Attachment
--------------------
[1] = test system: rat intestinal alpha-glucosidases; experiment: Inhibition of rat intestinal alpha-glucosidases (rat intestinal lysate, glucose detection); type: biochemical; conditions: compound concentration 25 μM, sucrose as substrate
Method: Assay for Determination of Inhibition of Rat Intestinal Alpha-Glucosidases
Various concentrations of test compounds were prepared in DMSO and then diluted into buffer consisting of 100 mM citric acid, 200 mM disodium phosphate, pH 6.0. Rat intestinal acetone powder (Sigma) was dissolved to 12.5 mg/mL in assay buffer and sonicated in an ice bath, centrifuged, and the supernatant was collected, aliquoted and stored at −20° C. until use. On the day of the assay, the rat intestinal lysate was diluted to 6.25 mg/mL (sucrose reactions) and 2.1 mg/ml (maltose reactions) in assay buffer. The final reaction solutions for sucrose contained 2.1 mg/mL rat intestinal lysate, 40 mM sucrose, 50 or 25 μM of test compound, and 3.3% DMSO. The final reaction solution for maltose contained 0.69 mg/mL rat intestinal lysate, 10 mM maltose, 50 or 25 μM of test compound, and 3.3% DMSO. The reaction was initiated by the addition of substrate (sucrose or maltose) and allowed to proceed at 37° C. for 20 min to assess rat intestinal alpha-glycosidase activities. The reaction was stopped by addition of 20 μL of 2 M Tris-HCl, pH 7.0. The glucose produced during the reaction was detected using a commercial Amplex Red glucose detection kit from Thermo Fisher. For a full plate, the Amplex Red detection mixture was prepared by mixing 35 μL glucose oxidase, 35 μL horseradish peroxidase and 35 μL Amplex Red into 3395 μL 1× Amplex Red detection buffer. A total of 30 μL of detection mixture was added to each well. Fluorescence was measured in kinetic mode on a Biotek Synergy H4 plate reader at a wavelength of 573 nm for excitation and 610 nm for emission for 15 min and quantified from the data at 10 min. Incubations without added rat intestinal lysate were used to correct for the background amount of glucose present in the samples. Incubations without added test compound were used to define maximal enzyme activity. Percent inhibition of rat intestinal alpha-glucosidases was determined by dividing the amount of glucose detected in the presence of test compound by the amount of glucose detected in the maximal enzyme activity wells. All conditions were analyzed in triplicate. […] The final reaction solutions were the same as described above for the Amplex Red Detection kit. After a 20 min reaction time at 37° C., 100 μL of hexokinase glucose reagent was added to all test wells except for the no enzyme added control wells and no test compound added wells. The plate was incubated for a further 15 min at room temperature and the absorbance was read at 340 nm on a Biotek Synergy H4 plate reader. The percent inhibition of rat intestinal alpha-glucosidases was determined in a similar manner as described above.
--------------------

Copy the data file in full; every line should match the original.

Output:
[1] = test system: rat intestinal alpha-glucosidases; experiment: Inhibition of rat intestinal alpha-glucosidases (rat intestinal lysate, glucose detection); type: biochemical; conditions: compound concentration 25 μM, sucrose as substrate
Method: Assay for Determination of Inhibition of Rat Intestinal Alpha-Glucosidases
Various concentrations of test compounds were prepared in DMSO and then diluted into buffer consisting of 100 mM citric acid, 200 mM disodium phosphate, pH 6.0. Rat intestinal acetone powder (Sigma) was dissolved to 12.5 mg/mL in assay buffer and sonicated in an ice bath, centrifuged, and the supernatant was collected, aliquoted and stored at −20° C. until use. On the day of the assay, the rat intestinal lysate was diluted to 6.25 mg/mL (sucrose reactions) and 2.1 mg/ml (maltose reactions) in assay buffer. The final reaction solutions for sucrose contained 2.1 mg/mL rat intestinal lysate, 40 mM sucrose, 50 or 25 μM of test compound, and 3.3% DMSO. The final reaction solution for maltose contained 0.69 mg/mL rat intestinal lysate, 10 mM maltose, 50 or 25 μM of test compound, and 3.3% DMSO. The reaction was initiated by the addition of substrate (sucrose or maltose) and allowed to proceed at 37° C. for 20 min to assess rat intestinal alpha-glycosidase activities. The reaction was stopped by addition of 20 μL of 2 M Tris-HCl, pH 7.0. The glucose produced during the reaction was detected using a commercial Amplex Red glucose detection kit from Thermo Fisher. For a full plate, the Amplex Red detection mixture was prepared by mixing 35 μL glucose oxidase, 35 μL horseradish peroxidase and 35 μL Amplex Red into 3395 μL 1× Amplex Red detection buffer. A total of 30 μL of detection mixture was added to each well. Fluorescence was measured in kinetic mode on a Biotek Synergy H4 plate reader at a wavelength of 573 nm for excitation and 610 nm for emission for 15 min and quantified from the data at 10 min. Incubations without added rat intestinal lysate were used to correct for the background amount of glucose present in the samples. Incubations without added test compound were used to define maximal enzyme activity. Percent inhibition of rat intestinal alpha-glucosidases was determined by dividing the amount of glucose detected in the presence of test compound by the amount of glucose detected in the maximal enzyme activity wells. All conditions were analyzed in triplicate. […] The final reaction solutions were the same as described above for the Amplex Red Detection kit. After a 20 min reaction time at 37° C., 100 μL of hexokinase glucose reagent was added to all test wells except for the no enzyme added control wells and no test compound added wells. The plate was incubated for a further 15 min at room temperature and the absorbance was read at 340 nm on a Biotek Synergy H4 plate reader. The percent inhibition of rat intestinal alpha-glucosidases was determined in a similar manner as described above.